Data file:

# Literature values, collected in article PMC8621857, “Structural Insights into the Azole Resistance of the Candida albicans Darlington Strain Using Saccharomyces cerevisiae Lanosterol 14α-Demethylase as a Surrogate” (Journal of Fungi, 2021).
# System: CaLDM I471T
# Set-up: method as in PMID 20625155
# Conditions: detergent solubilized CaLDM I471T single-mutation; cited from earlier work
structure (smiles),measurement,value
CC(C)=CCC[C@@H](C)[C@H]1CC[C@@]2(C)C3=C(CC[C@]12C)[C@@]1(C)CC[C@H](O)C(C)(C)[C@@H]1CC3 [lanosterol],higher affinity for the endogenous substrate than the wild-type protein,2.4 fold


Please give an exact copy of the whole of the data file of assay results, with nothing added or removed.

# Literature values, collected in article PMC8621857, “Structural Insights into the Azole Resistance of the Candida albicans Darlington Strain Using Saccharomyces cerevisiae Lanosterol 14α-Demethylase as a Surrogate” (Journal of Fungi, 2021).
# System: CaLDM I471T
# Set-up: method as in PMID 20625155
# Conditions: detergent solubilized CaLDM I471T single-mutation; cited from earlier work
structure (smiles),measurement,value
CC(C)=CCC[C@@H](C)[C@H]1CC[C@@]2(C)C3=C(CC[C@]12C)[C@@]1(C)CC[C@H](O)C(C)(C)[C@@H]1CC3 [lanosterol],higher affinity for the endogenous substrate than the wild-type protein,2.4 fold